Generic medicines vs Brand name medicines

Generic medicines vs Brand name medicines. Generic name of drugs, Brand name of drugs, Chemical name of drugs, Trivial name of the drugs, Generic medicine, Brand name medicine these terms are often confusing. All of these terms are drug product-related but they are not similar. Difference between Drug and Medicine. However, this article will elucidate:

Generic name of drugs vs Brand name of Drugs

What is the generic name of drugs?

Generic name is a unique, nonproprietary name of drug adopted by an officially recognized organization within each country. For example, within the United States of America, generic names of drugs adopted by the United States Adopted Names (USAN) Council which is co-sponsored by the United States Pharmacopeial Convention, American Medical Association, and the American Pharmacists Association). The generic name is usually used to identify a unique API (Active Pharmaceutical Ingredient). In most of the country, the generic name of a drug is the same but few have a different name. For example Paracetamol (According to British Approved Name (BAN) and Acetaminophen (According to United States Adopted Names (USAN) Council), Glyburide (USAN) and Glibenclamide (BAN).

What is the brand name of drugs?

A brand name is a unique, proprietary name of which is given by the pharmaceutical company and approved by officially recognized organizations (such as USFDA) within each country. This name is adopted to trade in a market.

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Manufacturing aids

A manufacturing or processing aid is a substance that helps make the medicine but is not meant to stay in it. Sometimes medicines have trace amounts of these substances, but they are not considered medicine ingredients.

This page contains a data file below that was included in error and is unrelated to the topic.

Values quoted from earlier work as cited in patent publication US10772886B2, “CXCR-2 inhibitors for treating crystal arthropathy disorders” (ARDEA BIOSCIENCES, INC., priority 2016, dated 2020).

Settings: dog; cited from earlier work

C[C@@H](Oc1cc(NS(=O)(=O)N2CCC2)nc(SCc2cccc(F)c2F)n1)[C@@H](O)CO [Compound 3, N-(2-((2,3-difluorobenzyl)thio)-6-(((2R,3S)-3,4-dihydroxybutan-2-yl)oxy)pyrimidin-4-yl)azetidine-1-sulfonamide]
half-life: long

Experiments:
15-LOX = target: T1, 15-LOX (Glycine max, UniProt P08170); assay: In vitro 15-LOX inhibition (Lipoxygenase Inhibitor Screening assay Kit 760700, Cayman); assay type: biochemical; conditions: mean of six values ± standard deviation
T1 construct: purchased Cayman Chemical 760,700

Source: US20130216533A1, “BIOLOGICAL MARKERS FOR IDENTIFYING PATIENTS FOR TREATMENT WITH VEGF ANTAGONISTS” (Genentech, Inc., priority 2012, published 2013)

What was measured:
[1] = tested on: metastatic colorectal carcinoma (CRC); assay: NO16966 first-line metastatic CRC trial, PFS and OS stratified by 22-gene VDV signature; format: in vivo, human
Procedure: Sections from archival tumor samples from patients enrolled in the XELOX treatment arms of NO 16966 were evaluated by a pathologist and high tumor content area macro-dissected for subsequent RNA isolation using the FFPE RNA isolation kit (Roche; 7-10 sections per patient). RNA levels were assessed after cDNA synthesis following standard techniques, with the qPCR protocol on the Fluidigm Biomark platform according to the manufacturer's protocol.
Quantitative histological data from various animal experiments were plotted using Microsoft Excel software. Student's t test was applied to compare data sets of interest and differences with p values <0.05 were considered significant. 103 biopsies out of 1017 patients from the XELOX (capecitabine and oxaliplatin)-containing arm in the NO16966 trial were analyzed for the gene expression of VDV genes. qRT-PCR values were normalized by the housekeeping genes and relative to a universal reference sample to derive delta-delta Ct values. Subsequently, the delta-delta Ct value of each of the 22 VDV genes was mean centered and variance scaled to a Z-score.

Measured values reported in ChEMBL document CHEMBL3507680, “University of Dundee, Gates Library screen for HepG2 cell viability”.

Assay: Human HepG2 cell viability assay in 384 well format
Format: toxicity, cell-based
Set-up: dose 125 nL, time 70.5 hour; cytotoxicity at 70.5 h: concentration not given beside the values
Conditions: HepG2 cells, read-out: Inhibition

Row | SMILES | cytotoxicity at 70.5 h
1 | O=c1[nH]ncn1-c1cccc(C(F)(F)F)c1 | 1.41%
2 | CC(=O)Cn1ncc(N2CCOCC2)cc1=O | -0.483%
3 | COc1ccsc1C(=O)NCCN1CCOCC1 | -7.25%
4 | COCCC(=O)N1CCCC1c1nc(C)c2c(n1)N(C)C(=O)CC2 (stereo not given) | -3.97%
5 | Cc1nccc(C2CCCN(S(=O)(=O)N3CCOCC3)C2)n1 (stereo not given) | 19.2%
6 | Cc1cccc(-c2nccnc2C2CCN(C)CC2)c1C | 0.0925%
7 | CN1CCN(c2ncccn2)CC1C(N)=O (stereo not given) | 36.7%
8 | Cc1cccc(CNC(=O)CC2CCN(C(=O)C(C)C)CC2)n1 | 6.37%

Some examples of manufacturing aids are:

  • soy oil used as a lubricant
  • egg used to culture vaccines.

How to find ingredient information

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To find out about the ingredients in your medicine, first check the medicine label. The label includes important information about the medicine, including:

  • the name and amount of the medicine’s active ingredients
  • any common allergens that are ingredients in the medicine, such as milk or peanut products
  • any common allergens used in the manufacture of the medicine that are likely to be present in the medicine.

Medicine labels do not always list all the inactive ingredients in the medicine.

For prescription and some over-the-counter medicines, information about active and inactive ingredients is in the consumer medicines information (CMI) leaflet. The CMI also explains how to use the medicine safely. You can ask your pharmacist for a copy or find it through the CMI database.

For all medicines, information about active and inactive ingredients is available on the TGA website, in the Australian Register of Therapeutic Goods (ARTG) summary for each medicine. To find the ARTG summary for a medicine, use the “Search TGA” box by entering either the medicine name or the medicine’s AUST number (foundon the label) .

The ARTG summary lists the formulation of the medicine, with inactive ingredients in alphabetical order. The medicine’s ARTG summary does not include information on:

  • any manufacturing aids
  • the components of an ingredient (such as caffeine in a herbal extract)
  • the source of an ingredient (such as whether an ingredient is of animal origin, or whether it is natural or synthetic)
  • ingredients within flavour, fragrance or colour mixes.